Skip to main content


Front. Psychiatry, 20 February 2019
Sec. Social Neuroscience

Late Preterm Infants' Social Competence, Motor Development, and Cognition

  • Early Child Development Center, Xi'an Maternal and Child Health Care Hospital, Xi'an, China

The aim of this study was to compare the social competence, motor development, and cognition of late preterm infants (LPIs) with full-term infants. Several studies in the recent past indicated that LPIs are at high risk of social development problems. We compared the development of motor skills, cognition, and social competency of LPIs with full-term infants at between 2 and 2.5 years old. The Chinese versions of the Gesell Development Diagnosis scale and the Normal Development of Social Skills from Infants to Junior High School Children scale were used for the assessment. LPIs were not more socially competent than their full-term counterparts. Each skill—namely, adaptability, gross motor, fine motor, language, and personal-social responses—was separately associated with the total level of social skills. It was found that gross motor skills had a positive correlation with the self-help and locomotive abilities, and fine motor skills had a positive association with locomotion abilities. LPIs had risk factors due to their delayed social skills in areas including motor disorders and physiological and perinatal factors. LPIs under three were at a higher risk of impairment in social competency. Therefore, it is recommended that they be monitored regularly to identify the development of social and cognitive disorders at an early stage.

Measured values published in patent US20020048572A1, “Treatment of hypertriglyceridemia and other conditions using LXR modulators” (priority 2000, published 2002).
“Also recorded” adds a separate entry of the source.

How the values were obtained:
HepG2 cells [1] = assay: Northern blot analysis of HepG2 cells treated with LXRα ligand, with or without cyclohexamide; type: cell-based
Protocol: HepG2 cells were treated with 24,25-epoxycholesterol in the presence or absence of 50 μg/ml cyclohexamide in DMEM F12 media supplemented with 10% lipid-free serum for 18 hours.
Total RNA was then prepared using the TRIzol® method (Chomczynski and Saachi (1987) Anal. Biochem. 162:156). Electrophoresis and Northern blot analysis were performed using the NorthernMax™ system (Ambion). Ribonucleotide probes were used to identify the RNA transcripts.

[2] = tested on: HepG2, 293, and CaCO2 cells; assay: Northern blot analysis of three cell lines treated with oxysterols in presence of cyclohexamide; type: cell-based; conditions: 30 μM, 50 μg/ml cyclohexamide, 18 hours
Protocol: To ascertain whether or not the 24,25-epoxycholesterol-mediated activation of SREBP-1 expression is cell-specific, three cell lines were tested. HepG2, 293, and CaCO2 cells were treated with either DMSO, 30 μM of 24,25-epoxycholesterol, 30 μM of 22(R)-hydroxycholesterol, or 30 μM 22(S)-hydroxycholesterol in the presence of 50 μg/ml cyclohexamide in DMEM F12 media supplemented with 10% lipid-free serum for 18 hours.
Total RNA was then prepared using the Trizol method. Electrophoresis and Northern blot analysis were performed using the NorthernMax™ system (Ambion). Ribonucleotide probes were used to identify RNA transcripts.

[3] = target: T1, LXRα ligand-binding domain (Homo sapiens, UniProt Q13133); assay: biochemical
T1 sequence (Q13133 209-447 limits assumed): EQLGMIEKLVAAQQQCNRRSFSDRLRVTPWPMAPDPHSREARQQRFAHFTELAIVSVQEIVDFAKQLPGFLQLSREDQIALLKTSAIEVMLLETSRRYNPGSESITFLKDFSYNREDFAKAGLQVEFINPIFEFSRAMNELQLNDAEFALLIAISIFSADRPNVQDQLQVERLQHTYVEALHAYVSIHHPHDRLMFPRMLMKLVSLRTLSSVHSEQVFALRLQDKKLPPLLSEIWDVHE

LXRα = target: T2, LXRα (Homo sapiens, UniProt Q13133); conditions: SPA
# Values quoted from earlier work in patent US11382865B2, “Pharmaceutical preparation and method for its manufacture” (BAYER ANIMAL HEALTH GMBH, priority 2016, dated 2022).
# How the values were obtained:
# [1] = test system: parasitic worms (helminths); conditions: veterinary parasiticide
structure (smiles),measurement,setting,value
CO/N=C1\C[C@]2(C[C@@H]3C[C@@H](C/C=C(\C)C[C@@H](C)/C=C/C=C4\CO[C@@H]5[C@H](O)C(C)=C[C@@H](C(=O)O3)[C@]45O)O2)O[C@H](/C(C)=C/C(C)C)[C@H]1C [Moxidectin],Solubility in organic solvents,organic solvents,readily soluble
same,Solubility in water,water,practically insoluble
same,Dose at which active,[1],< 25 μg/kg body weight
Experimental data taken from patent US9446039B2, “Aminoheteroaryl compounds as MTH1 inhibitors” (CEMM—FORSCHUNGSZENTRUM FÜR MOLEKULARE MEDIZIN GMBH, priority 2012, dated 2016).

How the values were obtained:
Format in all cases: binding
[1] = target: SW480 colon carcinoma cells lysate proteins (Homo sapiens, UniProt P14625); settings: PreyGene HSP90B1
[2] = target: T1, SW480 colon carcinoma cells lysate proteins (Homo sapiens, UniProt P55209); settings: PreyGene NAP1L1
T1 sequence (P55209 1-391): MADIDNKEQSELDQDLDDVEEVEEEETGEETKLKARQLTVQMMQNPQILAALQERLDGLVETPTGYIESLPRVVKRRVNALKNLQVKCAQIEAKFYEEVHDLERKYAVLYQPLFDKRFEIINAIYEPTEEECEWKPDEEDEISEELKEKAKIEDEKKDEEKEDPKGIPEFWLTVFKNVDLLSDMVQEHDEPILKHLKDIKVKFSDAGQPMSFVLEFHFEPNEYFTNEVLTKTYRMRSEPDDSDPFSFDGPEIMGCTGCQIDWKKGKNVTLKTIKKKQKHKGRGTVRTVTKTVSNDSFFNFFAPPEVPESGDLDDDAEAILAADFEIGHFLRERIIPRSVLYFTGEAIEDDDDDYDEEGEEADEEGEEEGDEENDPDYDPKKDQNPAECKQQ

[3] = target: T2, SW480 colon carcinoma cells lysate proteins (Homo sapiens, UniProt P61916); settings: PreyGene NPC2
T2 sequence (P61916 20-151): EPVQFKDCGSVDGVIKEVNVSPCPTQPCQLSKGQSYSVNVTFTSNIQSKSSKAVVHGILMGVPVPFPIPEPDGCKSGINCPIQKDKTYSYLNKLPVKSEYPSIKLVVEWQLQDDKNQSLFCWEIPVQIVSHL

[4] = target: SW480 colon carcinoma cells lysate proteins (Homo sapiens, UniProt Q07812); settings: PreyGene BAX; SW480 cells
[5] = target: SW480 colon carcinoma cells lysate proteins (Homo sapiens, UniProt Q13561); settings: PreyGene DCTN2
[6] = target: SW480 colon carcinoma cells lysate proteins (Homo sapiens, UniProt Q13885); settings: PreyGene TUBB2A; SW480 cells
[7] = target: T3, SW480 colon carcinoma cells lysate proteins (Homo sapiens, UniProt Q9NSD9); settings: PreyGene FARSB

Key Concepts

Late preterm infants: The 2005 National Institutes of Health workshop recommended that infants born at 34 0/7 through 36 6/7 weeks' gestation after the onset of the mother's last menstrual period be referred to as “late preterm.” Used in lines 12, 14, 17, etc.

Social competence: This refers to the ability to interact and communicate with others by predicting and understanding others' behaviors, and to engage, explore, handle frustration, show self-control, and so on. Used in lines 14,16, 20, etc.

Cerebral palsy: Cerebral palsy describes a group of permanent disorders affecting the development of movement and posture, causing activity limitation, that are attributed to non-progressive disturbances that occurred in the developing fetal or infant brain. The motor disorders of cerebral palsy are often accompanied by disturbances of sensation, perception, cognition, communication, and behavior by epilepsy and by secondary musculoskeletal problems (Modified after (1)). Used in line 36.

Cognition delay: A full-scale score on the Gesell Development Diagnosis Scale lower than 75 is defined as cognition delay. Used in lines 34 and 222.

Motor disorders: Both motor delay and cerebral palsy are classified as motor disorders. Used in lines 131,174, 196, etc.


In the field of medicine, the neurodevelopment of preterm infants has always caused concern. In the last 10 years, studies were conducted on very preterm infants and extremely preterm infants. Those infants were reportedly at high risk of developing neurological disorders such as cerebral palsy (2); cognitive delay (3); and specific behavioral problems like attention-deficit/hyperactivity disorder (4), autism (5), and executive dysfunction (6, 7). Preterm infants at a gestational age (GA) of <32 weeks were prone to a higher risk of disability (8).